Marcus Tullius Cicero, Cicero De Officiis, translated with an Introduction and Notes by Andrew P. Peabody (Boston: Little, Brown, and Co., ). 9/16/ Project Gutenberg · 57, free ebooks · 21 by Marcus Tullius Cicero. De Officiis by Marcus Tullius Cicero. Book Cover. Download; Bibrec  EBook-No‎: ‎ De Officiis is a treatise by Marcus Tullius Cicero divided into three books, in which Cicero expounds his conception of the best way to live, behave, and observe  Publication date‎: ‎44 BC.


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III - Toute recherche relative au bien moral comprend deux parties: Il y a encore une autre division. On distingue en effet l'acte moral moyen de celui qui est parfait.

Au lieu d'une de officiis ciceron tripartite il en faut donc une en cinq parties. C'est aussi un des traits essentiels de l'homme que la recherche, la poursuite du vrai. Not only is the question of right or wrong as to de officiis ciceron act wont to be considered, but also the question, of two right things which is the more right; equally, of two expedient things which is the more expedient.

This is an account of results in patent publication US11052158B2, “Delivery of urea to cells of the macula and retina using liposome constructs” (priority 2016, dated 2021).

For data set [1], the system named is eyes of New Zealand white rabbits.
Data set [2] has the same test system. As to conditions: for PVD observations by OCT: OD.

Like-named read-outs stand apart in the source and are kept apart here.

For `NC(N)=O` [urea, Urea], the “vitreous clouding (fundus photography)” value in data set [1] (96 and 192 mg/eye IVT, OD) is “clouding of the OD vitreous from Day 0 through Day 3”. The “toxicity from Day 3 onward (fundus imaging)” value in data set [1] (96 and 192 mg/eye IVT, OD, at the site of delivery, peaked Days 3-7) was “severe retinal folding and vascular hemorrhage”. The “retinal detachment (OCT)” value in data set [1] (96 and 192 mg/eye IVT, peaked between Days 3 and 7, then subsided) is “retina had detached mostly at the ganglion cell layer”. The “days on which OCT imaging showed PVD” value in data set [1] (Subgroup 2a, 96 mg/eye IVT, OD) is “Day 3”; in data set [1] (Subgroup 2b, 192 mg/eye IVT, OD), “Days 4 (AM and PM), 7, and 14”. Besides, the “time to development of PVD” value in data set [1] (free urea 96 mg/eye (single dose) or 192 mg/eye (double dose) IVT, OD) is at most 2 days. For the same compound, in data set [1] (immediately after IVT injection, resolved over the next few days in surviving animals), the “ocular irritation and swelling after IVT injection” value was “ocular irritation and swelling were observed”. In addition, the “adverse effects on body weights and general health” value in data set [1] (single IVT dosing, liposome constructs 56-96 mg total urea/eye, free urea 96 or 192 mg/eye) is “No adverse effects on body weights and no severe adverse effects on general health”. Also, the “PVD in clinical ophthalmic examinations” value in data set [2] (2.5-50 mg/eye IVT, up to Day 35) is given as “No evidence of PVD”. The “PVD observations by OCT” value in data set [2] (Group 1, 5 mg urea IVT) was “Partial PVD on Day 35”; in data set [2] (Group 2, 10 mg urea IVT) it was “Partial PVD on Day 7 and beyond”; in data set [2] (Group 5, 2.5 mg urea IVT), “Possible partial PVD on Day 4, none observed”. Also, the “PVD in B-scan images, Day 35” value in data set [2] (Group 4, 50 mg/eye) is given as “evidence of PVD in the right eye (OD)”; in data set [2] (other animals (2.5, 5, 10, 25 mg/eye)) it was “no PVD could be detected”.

Thus we see that the division which Panaetius thought should be threefold ought to be distributed under five heads. First, de officiis ciceron, I am to treat of the right, but under two heads; then, in the same way, of the expedient; lastly, of their seeming conflict.

M. Tullius Cicero, De Officiis, Book I: Moral Goodness, section 1

De officiis ciceron the beginning, animals of every species were endowed with the instinct that prompts them to take care of themselves as to life and bodily well-being, to shun whatever threatens to do them harm, and to seek and provide whatever is de officiis ciceron for Edition: The appetite for sexual union for the production of offspring is, also, common to all animals, together with a certain degree of care for their offspring.